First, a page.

Ann’s health went downhill quickly over the next 11 months. Hayes kept her at home and cared for her around the clock, feeding her and watching her fade each day.

He ran little that year. Now, the miles help rekindle the memory of his wife and their life together. And it helps Hayes forge new friendships.

Finding running partners his own age is nearly impossible, but Hayes has found a faithful running friend in Georgia Cobbs, whom he met five years ago at a contra dance. She’s 56, but still struggles to keep up with him. They train together once or twice a week and often race together on weekends.

“He’s quite an inspiration,” says Cobbs. Hayes, she says, provides the motivation to get up early in the morning and go run, even when it’s snowing.

A Fixture in the Running Community

“Everyone in town knows Bob,” says Cobbs, referring to Missoula, a western Montana city with a population of 68,000 and an active outdoor community. “Ninety percent of the people I talk to know him or have some connection with him.”

There are even T-shirts featuring his photo on the back with the motto, “I Wanna Be Like Bob.”

There are very few his age who are still running. And here in Missoula, he is all alone. When he crosses the line these days he automatically wins his age group.

“I tell everybody I was first, second and last in my age group,” he says, laughing. Hundreds of awards—ribbons, medals, plaques—decorate his walls, his china cabinet, his kitchen table and most other corners of his mountain home. He still participates in at least one race nearly every weekend.

“It’s kind of a social occasion for me now,” says Hayes, sitting at his kitchen table, set for one.

Piles of books, handmade greeting cards and magazines cover the remainder of the table. Dinner is a small glass of red wine, corn on the cob from his daughter-in-law’s garden and the final slice of that pizza leftover from his race the previous weekend. His dogs sit, one on either side of him, waiting for handouts. They rarely leave his side.

“It’s a lot of fun to go out there and meet all these people. I’m not getting any faster or any better,” he says, “but I still keep at it.”

Photo by Erik Peterson

Life on the Farm

It’s not just running that keeps Hayes active. He still raises two or three beef cows each year to butcher for the meat. He still cuts his hayfield driving a 1930s-era Ford tractor. He still goes contra dancing a couple of times each month. He taps that sugar maple outside his kitchen window each spring to make syrup. He learned calligraphy and uses it to create greeting cards with sketches. And he cuts his firewood by hand in the winter using an old crosscut saw, “because it’s good exercise.”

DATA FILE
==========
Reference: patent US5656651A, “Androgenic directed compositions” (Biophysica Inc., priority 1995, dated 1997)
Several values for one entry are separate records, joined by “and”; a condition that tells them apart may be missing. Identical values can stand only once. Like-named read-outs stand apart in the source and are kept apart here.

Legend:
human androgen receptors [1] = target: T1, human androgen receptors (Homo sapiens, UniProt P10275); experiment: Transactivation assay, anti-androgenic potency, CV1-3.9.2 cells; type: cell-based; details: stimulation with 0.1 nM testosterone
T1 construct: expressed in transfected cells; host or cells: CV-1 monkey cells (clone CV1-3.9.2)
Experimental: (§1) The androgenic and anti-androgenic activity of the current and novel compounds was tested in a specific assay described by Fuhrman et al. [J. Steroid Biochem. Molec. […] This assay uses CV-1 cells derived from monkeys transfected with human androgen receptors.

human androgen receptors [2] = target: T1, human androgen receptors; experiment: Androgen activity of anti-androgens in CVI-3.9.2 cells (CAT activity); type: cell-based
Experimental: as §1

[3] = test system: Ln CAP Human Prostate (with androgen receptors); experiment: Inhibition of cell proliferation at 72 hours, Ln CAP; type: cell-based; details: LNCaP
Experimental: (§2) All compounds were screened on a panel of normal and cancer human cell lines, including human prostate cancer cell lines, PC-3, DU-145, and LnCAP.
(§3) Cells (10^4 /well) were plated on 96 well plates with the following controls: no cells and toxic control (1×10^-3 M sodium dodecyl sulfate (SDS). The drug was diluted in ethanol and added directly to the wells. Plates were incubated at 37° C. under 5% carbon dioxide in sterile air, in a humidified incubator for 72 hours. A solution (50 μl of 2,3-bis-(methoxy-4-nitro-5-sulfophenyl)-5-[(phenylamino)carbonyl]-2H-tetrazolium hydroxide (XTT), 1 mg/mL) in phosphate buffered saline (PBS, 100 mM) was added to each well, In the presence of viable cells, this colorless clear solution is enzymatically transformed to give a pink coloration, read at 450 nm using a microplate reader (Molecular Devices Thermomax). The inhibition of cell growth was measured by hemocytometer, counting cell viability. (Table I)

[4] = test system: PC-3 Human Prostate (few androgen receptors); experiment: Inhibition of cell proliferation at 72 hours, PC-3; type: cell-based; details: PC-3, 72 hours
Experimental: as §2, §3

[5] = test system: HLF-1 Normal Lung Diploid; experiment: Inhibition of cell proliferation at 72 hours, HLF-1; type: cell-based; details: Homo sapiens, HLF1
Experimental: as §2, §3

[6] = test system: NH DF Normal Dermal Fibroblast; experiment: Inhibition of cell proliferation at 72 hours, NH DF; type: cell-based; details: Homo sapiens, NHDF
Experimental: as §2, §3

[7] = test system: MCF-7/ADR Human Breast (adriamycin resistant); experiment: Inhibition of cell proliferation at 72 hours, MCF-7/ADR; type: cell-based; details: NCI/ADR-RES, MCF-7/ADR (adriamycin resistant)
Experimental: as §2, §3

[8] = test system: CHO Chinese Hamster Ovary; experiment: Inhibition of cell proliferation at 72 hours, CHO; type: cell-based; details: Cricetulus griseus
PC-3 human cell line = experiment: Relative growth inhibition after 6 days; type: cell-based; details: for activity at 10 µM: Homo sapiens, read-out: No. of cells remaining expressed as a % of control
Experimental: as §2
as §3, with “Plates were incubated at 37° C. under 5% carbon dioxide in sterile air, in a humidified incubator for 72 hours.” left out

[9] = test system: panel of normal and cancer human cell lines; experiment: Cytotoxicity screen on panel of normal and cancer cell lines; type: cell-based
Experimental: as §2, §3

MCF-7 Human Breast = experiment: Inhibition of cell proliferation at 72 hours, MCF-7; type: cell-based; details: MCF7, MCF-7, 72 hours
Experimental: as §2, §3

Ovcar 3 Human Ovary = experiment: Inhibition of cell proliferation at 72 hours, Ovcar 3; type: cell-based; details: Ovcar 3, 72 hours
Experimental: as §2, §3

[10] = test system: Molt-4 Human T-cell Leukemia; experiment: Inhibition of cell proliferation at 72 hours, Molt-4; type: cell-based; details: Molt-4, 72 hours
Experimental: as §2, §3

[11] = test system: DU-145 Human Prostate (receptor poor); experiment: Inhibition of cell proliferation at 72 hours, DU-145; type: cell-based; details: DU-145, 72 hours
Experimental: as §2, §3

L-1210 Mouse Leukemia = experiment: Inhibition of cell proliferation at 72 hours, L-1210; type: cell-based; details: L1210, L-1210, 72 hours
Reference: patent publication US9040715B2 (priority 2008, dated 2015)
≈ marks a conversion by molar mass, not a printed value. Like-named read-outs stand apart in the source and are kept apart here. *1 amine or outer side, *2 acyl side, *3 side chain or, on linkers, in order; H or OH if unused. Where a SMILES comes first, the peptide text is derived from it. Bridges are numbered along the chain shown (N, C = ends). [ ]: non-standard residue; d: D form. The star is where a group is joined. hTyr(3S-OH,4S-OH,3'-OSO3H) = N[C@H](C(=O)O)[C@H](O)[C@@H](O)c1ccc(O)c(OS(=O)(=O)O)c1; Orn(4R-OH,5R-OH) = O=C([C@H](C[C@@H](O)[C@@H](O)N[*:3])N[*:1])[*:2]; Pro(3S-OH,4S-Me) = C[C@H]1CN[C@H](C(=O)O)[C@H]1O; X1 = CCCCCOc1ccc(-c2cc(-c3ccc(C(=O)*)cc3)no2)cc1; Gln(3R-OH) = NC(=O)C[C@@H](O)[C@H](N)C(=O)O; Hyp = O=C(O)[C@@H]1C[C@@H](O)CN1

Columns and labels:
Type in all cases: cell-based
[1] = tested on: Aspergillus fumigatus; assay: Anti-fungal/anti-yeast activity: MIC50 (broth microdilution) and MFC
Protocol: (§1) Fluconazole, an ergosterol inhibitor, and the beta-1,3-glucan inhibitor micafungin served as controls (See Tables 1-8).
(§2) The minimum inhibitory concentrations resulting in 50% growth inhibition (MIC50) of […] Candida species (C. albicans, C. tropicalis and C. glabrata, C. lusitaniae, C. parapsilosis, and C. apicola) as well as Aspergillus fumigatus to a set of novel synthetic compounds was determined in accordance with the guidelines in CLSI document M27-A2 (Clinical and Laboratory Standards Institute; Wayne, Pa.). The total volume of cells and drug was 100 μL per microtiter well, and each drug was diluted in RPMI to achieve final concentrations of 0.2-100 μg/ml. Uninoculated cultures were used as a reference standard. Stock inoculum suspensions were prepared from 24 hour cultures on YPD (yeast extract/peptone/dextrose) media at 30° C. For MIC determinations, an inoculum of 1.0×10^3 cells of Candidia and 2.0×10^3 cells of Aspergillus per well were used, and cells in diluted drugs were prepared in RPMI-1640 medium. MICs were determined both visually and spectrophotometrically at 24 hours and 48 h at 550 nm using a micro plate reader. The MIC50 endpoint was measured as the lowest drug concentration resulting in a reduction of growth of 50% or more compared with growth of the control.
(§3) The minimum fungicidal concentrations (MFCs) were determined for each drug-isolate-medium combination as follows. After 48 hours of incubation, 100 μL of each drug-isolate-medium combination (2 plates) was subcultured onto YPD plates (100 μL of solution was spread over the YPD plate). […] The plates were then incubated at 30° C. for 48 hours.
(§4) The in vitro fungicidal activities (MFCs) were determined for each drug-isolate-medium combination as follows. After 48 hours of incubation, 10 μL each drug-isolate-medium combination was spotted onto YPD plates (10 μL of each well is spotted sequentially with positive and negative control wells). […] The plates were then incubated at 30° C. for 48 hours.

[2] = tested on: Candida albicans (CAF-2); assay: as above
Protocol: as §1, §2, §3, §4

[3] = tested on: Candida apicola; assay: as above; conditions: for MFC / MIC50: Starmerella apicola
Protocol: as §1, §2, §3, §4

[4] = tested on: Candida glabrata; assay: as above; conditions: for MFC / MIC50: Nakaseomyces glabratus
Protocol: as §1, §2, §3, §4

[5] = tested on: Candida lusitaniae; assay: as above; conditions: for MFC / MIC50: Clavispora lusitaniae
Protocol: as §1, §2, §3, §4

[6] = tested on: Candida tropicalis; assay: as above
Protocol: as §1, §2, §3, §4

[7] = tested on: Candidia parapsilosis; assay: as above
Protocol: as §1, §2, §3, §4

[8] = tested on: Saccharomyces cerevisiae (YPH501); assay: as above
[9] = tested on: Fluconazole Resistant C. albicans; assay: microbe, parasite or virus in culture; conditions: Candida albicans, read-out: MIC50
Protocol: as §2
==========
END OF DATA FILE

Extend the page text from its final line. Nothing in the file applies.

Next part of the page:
“I don’t need to do things the easy way,” he says. “I need to do things the hard way because I have the time and it keeps me in shape.”

“What really stands out about him is he won’t refer to himself as old. He doesn’t ever say I’m getting old, or use that as an excuse,” says his daughter-in-law, Liz McGoff.

Moving On

Hayes’ ectomorphic frame slumps forward and his elbows swing wide as he runs the singletrack leading into a forest of larch and Douglas fir above his home. He’s averaging 14-minute miles as he makes his way up the hill. It’s not fast, but, then, that’s not the point. He slows to a walk as the grade steepens. “That red bush is called serviceberry,” he points out. “The old-timers call it sarvice berry.”

He’s doing a six-mile, mid-week training run on the trail he has run hundreds, maybe thousands of times. It’s the route of that first race he ran 27 years ago wearing cutoff jeans and a plaid shirt. These days he dresses like a runner: shorts, technical shirt and running shoes. A running hat, with the feather of a flicker bird stuck in the side, covers his silver hair.

He’s from a generation that doesn’t see things like cutting firewood by hand, or running impossibly long distances, as worthy of any fanfare. It’s just something you do and there’s no sense making a big deal of it. If pressed, he will admit that running at his age isn’t normal. “But runners aren’t normal anyway,” he says with his trademark wheezing laugh.

As he crests the final hill that leads back down to his home, he slows and opens up again. He talks about the high you get after a race, and how much he enjoys the community of runners. He talks about the health benefits through the years. But he doesn’t get overly philosophical. It’s just something he likes to do and it gives him purpose.

As he jogs down the hill, he says, “I keep running because I know when I stop, that’s it.”

Erik Petersen has been a Montana-based photojournalist for 15 years. He is finishing his master’s degree at the University of Montana, where he also teaches photojournalism as an adjunct instructor. He lives with his wife and two sons, and can be reached at This article originally appeared in our June 2015 issue.